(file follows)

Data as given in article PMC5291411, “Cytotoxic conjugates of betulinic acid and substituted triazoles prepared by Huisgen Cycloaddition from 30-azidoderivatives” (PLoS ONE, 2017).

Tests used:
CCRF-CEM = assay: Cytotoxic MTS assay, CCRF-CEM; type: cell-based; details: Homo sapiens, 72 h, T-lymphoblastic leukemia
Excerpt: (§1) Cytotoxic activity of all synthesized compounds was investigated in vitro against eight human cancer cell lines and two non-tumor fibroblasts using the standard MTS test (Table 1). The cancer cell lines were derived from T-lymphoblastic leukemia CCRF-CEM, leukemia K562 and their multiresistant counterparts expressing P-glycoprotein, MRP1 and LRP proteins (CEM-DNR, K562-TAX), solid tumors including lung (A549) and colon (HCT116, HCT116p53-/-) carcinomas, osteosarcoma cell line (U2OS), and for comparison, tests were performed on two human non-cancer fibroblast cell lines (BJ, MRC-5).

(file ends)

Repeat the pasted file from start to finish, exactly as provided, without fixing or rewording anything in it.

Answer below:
Data as given in article PMC5291411, “Cytotoxic conjugates of betulinic acid and substituted triazoles prepared by Huisgen Cycloaddition from 30-azidoderivatives” (PLoS ONE, 2017).

Tests used:
CCRF-CEM = assay: Cytotoxic MTS assay, CCRF-CEM; type: cell-based; details: Homo sapiens, 72 h, T-lymphoblastic leukemia
Excerpt: (§1) Cytotoxic activity of all synthesized compounds was investigated in vitro against eight human cancer cell lines and two non-tumor fibroblasts using the standard MTS test (Table 1). The cancer cell lines were derived from T-lymphoblastic leukemia CCRF-CEM, leukemia K562 and their multiresistant counterparts expressing P-glycoprotein, MRP1 and LRP proteins (CEM-DNR, K562-TAX), solid tumors including lung (A549) and colon (HCT116, HCT116p53-/-) carcinomas, osteosarcoma cell line (U2OS), and for comparison, tests were performed on two human non-cancer fibroblast cell lines (BJ, MRC-5).